The letter, we get, I think. The letter is full of doctrine, instruction, and warning designed to steer the church out of harms-way if they embrace its content.

But I’m going to argue that the letter in and of itself wasn’t enough.

It’s not enough to be told what to do, we need to be shown what to do also. Paul believes that the account of what faith in Jesus looks like in the midst of the most challenging circumstances, is the very report that will commend his letter to the Colossians. Why should they respond to Paul’s letter of admonition? It is because the way he is living commends the very message he is sending.

Remember the main problem in Colossae. It was, that the believers were being enticed to wander away from their pure devotion to Christ, and were being seduced by the worship of angels, the philosophies of men and the observance of religious rituals and regulations. And they did all this in their freedom. They did all this whilst under little compulsion. The only influence on them it seems was the pressure of religious voices.

Paul and his associates by contrast were under much greater pressure. The pressure brought to bear upon them was the pressure of discomfort, of pain, of persecution, of threat, and even, of death. Here’s how Paul articulated it in his second letter to the Corinthians, ‘We do not want you to be uninformed brothers and sisters, about the troubles we experienced in the province of Asia. We were under greatpressure, far beyond our ability to endure, so that we despaired of life itself’.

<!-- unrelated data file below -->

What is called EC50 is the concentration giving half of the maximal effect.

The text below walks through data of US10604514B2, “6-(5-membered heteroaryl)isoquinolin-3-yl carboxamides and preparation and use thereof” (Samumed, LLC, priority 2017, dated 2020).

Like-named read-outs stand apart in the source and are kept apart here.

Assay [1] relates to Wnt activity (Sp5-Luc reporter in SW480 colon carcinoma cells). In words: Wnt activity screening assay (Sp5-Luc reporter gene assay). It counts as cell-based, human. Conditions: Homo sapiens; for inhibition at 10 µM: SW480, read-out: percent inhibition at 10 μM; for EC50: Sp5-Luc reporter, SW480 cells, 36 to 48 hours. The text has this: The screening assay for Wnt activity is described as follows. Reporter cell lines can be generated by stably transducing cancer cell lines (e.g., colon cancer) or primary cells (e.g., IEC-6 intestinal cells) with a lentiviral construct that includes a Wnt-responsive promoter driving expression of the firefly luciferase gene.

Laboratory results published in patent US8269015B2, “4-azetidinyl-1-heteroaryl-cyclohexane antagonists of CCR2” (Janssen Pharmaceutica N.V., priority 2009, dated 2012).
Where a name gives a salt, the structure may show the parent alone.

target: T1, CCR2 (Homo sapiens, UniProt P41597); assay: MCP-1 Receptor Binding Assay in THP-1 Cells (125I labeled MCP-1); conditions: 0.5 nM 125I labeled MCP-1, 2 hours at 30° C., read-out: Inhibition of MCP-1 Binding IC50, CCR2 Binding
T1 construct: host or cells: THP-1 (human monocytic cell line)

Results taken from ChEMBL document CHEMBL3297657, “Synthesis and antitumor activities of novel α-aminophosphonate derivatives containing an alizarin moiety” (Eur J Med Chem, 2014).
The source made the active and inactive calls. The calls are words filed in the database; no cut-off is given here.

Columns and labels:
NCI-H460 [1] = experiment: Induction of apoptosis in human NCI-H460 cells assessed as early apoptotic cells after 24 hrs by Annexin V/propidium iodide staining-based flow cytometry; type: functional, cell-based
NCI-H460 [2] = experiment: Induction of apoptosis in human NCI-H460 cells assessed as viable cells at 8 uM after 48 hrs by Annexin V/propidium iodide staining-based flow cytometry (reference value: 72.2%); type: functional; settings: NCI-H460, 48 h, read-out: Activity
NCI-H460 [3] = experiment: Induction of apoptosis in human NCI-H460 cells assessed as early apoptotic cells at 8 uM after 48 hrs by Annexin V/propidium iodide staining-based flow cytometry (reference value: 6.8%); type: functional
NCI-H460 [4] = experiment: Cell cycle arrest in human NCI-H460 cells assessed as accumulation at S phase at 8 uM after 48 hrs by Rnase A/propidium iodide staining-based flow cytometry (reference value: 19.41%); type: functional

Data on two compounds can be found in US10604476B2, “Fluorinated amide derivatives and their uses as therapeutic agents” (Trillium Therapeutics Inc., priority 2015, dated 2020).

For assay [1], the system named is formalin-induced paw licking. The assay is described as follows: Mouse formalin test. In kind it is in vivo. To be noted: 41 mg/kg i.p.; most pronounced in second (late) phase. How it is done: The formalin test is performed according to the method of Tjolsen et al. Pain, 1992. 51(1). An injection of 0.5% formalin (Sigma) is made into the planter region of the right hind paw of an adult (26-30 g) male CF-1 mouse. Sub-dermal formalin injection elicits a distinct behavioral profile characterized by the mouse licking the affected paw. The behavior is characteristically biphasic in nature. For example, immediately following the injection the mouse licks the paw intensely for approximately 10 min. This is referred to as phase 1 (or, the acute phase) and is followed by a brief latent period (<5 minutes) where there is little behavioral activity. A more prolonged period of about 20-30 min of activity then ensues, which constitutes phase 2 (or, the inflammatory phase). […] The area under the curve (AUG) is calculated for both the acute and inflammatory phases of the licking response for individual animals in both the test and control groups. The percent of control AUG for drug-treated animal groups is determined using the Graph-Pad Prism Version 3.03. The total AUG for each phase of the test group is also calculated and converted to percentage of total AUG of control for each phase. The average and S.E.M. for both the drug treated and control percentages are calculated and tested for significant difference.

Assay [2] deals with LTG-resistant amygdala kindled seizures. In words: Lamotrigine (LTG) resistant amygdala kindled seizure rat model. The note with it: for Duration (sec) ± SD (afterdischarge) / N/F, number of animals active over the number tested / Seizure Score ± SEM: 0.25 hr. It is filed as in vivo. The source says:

That was before he was arrested and put in chains for Christ. Now he finds himself under the sentence of death and those associated with him risk the same fate. So, if you ask, who is under greater pressure to throw the towel in and wander away from Christ? Then there is no doubt – it is Paul and his friends.

In fact, Paul tells us, that is exactly what happened to some of his group. In his second letter to Timothy – his last, and written after his legal hearing – he writes,

everyone in the province of Asia has deserted me, including Phygelus and Hermogenes’. He also tells us that Demas had deserted him to go to Thessalonica and, that at his defense, no one came to support him, but everyone deserted him.

So, when push came to shove and the walls were closing in on the followers of Jesus, who were associated with Paul, their pressure served to scatter the group - just as Jesus had found in his own hour of greatest trial.

It was probably after the great fire of Rome in AD64 which emperor Nero used to persecute Christians, that the sentence of death became more real for the Christians.